When this exhibit opened in June, I went to see it immediately because I adore Pissarro. He was an Impressionist, sometimes referred to as the "Father of Impressionism" and such, but to me, he was such an individual and I tend to think he should not be grouped with the rest of the Impressionists (fabu as they are...I'm just sayin'). He was close with Cezanne and his love of paint for paint's sake and geometry for geometry's sake and color for color's sake and optics and color "reality" are so obvious. His formalist tendencies are bare naked, despite the subject matter.
One of the first oil paintings I ever made was for my Father and it was a copy of a Pissarro landscape. It might still be in the basement or I might have thrown it out last year in a fit of trying to live a new life and not dwelling on the past. I'm scared to check. Anyway, I vividly remember making it. On my 12th birthday, my parents gave me a beautiful wooden paint box complete with a set of oils and round and flat white bristle brushes, plus an easel, jars of linseed oil and turpentine, a real artists apron with my initials on it and some stretched canvases. That's quite a gift for anyone, let alone a 12 year old girl. My parents always indulged my art, but that gift was extra special. All of it was piled in front of my bedroom door when I opened it my birthday morning. I believe I was so cool about it (being 12 and artistic) that I just climbed over everything and pretended not to notice for as long as I could...which wasn't very long. Even back then oil paint was oxygen.
Why or how I decided on that particular Pissarro landscape is a mystery. I used to look at tons of books and then show my parents and they'd tell me what they liked and asked if I thought I could copy it, so that's most likely where the idea came from. My Mother loved modern art and abstraction whereas my Dad liked landscapes and cityscapes. Knowing their personalities, I always thought it should be the other way round, but what do I know. Art is a mysterious thing. My Dad would also draw seven legged cats to make me laugh and my Mom would copy fashion drawings out of the newspaper with me. OK, I'm digressing again and I'm going to cry more. Let's get back to that lecture...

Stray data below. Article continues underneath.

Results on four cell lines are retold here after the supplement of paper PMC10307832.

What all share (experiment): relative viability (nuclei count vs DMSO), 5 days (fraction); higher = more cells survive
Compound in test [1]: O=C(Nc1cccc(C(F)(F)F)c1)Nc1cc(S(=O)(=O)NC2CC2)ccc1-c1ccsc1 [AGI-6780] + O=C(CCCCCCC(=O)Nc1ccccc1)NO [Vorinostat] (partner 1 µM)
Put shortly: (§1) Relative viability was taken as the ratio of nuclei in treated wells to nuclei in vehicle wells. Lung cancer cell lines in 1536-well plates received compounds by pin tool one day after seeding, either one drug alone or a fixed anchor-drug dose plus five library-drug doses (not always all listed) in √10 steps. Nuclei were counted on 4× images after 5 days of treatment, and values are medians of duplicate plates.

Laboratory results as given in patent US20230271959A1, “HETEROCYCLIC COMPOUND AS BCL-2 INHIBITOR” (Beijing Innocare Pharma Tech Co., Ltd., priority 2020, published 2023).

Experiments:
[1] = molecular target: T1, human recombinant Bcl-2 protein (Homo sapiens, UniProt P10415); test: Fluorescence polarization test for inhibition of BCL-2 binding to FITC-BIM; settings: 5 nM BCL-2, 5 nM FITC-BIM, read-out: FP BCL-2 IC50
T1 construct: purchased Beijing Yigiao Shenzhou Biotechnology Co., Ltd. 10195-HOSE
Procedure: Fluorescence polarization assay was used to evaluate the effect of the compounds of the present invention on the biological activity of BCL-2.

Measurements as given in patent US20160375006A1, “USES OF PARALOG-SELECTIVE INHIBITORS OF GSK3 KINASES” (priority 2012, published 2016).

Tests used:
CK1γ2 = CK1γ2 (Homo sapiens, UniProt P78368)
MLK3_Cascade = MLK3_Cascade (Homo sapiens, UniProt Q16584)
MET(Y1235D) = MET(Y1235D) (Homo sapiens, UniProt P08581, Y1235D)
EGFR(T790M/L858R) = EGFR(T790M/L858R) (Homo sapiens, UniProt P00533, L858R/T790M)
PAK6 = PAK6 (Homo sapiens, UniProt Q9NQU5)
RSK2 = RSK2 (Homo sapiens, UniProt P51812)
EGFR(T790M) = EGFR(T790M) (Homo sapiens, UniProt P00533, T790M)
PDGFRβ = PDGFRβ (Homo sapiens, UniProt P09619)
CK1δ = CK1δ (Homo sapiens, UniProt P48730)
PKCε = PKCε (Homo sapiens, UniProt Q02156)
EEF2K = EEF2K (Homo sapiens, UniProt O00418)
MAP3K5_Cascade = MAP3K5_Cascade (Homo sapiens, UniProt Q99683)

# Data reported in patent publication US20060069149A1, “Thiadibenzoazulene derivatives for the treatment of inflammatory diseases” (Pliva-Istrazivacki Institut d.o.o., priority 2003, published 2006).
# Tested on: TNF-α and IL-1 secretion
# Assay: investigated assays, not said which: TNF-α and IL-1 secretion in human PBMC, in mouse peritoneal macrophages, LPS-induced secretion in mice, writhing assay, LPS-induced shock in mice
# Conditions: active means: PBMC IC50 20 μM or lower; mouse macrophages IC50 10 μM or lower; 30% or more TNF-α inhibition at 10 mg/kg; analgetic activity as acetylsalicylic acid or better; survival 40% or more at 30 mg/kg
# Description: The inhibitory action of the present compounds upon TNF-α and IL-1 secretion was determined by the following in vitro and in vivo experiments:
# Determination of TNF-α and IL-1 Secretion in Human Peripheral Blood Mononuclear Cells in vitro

We all had to wear headphones because the curator's voice was so soft and there were over 100 people present...that's a lot and the museum staff was very happy. I enjoyed the enthusiasm the curator had regarding Pissarro's work and I did learn a few things about him personally that made me like him even more, such as:
- he preferred to live on the fringe of towns instead of in big cities
- he lived with his lover for 5 years and had two kids prior to their getting married because his family disapproved of the class of the woman he loved (I also admire his woman...screw societal expectations I say).
- when he was exhibiting salon style at the beginning of his career, he purposefully signed his name HUGE and painted on large than average canvases because he knew his work would be hung very high on the wall...good business smarts.
I bought a t-shirt emblazzened with a great quote attributed to Pissarro , "It is absurd to look for perfection." I also purchased this book at the museum store about the Paul R. Jones Collection , newly installed at the University of Delaware. A couple of years ago he spoke in Milwaukee and I didn't hear a single word he said because his mic didn't work and no one wanted to tell him to stop talking because he was on a roll. So, I was pleased to find this book and learn more about his collecting. It chronicles 40 years of his passion. Very cool.
Now, baseball on the radio and the Habitat door fabric in the sewing machine. Life goes on.